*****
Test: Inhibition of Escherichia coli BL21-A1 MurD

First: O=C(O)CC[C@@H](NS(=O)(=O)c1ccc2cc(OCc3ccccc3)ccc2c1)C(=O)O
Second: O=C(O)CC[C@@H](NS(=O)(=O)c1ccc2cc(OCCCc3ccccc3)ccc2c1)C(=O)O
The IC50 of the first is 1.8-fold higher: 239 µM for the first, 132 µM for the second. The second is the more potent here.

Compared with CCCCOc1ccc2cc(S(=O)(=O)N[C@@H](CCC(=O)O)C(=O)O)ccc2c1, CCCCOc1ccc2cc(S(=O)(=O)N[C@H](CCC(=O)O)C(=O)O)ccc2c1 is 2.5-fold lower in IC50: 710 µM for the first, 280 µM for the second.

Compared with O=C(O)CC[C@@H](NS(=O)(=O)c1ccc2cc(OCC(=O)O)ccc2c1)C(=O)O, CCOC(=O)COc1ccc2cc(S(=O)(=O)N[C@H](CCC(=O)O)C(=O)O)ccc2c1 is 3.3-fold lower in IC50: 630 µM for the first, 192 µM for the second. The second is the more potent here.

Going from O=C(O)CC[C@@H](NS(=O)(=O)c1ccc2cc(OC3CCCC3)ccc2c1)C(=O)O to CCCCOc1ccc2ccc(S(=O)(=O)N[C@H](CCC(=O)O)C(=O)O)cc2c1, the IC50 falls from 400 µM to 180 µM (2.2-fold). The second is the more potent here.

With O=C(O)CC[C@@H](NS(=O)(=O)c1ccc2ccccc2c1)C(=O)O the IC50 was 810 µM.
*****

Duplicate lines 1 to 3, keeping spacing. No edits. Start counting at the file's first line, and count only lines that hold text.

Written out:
Test: Inhibition of Escherichia coli BL21-A1 MurD

First: O=C(O)CC[C@@H](NS(=O)(=O)c1ccc2cc(OCc3ccccc3)ccc2c1)C(=O)O
Second: O=C(O)CC[C@@H](NS(=O)(=O)c1ccc2cc(OCCCc3ccccc3)ccc2c1)C(=O)O